IATA works with ICAO and other regulatory bodies to ensure air cargo supply chains remain open. We collaborate with the World Customs Organization (WCO) on emergency border contacts to minimize border blockages for humanitarian goods (eg protective clothing, medicines vaccines).
IATA member airlines can access the WCO country-specific information by sending an email. The WCO has also created a specific section on its website compiling relevant customs information and actions in relation to COVID-19.
European Commission guidelines
The European Commission issued Guidelines on Facilitating Air Cargo Operations During COVID-19 Outbreak (pdf), enabling cargo to continuously deliver critical products such as food, medical supplies, personal protective equipment and other vital products.
US CARES Act
The United States has signed the Coronavirus Aid, Relief, and Economic Security (CARES) Act, which includes financial support measures for passenger and cargo airlines.
Reduction of landing and parking fees for cargo
IATA advocates through ICAO and the states to reduce landing and parking fees associated with cargo to keep supply chains open and medical services flowing.
IATA advocated for relaxing the slot use rules where restrictions apply, including the suspension of the 80/20. We support the reallocation of slots for cargo and freighter services including prioritizing the use of returned slots for this purpose during the crisis. Find out more about the northern summer 2020 slot alleviation status (pdf).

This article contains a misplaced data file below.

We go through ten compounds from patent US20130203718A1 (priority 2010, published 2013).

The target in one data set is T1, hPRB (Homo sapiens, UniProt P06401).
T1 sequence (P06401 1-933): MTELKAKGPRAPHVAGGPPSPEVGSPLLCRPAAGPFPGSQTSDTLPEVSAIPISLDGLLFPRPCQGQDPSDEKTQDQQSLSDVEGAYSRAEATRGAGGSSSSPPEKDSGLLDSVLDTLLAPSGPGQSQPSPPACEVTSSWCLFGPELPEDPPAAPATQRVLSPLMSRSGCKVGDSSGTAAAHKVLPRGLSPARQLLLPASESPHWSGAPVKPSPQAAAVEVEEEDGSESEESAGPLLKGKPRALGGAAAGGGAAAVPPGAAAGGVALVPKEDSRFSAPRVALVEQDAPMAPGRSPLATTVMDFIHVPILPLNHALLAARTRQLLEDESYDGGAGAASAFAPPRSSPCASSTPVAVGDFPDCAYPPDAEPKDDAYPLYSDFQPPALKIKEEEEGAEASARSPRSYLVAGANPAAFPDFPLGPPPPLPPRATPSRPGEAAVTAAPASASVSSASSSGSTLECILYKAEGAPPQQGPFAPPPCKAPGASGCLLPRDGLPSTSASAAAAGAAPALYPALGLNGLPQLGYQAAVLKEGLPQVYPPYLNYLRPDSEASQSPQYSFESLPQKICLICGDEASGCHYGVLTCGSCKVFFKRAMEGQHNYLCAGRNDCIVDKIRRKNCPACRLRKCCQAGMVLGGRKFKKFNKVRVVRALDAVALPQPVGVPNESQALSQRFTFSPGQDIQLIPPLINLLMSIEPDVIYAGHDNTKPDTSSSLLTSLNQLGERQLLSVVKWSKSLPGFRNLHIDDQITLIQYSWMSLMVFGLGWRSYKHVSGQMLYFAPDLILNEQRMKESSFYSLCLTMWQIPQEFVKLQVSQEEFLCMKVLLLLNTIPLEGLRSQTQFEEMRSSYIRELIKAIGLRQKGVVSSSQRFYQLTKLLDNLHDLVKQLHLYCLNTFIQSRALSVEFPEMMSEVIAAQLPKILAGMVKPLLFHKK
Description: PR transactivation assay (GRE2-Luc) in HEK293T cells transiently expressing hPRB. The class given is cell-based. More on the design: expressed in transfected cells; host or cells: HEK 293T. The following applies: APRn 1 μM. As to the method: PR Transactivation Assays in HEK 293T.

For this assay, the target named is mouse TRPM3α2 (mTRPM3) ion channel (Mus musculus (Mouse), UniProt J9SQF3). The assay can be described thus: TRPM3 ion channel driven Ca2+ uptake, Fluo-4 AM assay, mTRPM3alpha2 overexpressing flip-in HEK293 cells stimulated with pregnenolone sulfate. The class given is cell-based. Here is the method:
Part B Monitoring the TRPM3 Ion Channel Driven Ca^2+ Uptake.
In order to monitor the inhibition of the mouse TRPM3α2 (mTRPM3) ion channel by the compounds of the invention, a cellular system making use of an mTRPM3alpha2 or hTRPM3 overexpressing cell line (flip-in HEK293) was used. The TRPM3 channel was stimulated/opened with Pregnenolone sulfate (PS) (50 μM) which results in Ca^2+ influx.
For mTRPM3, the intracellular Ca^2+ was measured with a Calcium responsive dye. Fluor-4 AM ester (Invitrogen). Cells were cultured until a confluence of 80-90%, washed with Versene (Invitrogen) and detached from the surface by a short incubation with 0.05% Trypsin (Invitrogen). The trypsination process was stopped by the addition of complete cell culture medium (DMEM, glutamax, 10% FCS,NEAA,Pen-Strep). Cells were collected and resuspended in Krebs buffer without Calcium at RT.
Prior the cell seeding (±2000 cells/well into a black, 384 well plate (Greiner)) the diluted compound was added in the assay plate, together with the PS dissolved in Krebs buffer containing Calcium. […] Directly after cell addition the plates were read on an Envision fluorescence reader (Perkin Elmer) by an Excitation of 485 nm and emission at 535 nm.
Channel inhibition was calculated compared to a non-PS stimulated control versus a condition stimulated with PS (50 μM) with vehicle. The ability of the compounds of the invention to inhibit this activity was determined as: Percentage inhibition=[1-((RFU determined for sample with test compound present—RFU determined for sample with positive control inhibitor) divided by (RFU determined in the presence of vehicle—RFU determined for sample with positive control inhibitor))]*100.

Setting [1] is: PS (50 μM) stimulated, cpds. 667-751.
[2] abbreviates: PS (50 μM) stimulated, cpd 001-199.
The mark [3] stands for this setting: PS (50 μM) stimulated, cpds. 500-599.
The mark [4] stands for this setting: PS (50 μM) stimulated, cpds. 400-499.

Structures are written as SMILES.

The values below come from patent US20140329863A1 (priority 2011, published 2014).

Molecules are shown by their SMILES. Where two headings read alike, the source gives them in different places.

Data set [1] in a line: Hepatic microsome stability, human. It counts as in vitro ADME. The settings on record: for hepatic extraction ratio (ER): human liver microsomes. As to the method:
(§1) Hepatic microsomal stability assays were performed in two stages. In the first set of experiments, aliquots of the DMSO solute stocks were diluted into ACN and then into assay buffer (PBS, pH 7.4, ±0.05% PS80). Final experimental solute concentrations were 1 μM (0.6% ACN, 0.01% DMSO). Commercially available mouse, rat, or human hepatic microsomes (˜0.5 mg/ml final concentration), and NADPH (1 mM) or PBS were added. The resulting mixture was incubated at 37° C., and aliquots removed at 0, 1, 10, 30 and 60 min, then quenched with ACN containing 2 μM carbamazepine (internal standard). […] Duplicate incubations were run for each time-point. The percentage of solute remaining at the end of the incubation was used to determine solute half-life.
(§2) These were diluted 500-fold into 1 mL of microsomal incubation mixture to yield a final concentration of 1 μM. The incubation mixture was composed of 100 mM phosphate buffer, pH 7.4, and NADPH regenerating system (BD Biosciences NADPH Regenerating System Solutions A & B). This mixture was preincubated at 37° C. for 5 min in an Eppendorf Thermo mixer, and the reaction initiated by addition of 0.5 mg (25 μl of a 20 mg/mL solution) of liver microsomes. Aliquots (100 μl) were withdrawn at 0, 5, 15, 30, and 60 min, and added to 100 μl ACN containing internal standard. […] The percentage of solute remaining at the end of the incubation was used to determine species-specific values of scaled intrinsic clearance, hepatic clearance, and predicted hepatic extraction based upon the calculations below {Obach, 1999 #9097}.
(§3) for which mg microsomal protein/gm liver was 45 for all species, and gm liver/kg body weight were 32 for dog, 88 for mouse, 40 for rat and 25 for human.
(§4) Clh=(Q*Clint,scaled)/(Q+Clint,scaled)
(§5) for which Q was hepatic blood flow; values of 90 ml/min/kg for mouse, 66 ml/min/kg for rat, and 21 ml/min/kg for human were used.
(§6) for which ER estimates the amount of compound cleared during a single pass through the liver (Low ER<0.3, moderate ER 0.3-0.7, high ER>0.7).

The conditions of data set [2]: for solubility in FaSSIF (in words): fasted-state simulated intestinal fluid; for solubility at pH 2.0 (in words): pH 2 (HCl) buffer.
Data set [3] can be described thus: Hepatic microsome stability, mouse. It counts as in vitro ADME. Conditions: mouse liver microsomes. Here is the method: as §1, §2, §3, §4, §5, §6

Exemption from quarantine and restrictions for cargo crew and flights
Expediting the clearance of essential goods
The COVID-19 pandemic has had far-reaching global effects on cross-border trade, travel, and supply chains. It is essential to make every effort to identify and understand the widespread effects of the pandemic, and to find solutions that respond to current humanitarian, government and business needs, and also provide best practices that could be used to respond to any
future incident of this kind in an internationally coordinated and coherent manner.
Industry action: join the debate
Many industry stakeholders are also helping during this time of crises, we invite everyone to share what they are doing, or propose further actions the industry can take. Join 'Cargo Action' group in the IATA Standard-Setting Workspace
Need any support?
Please do not hesitate to contact us. The entire Cargo team is there to support you.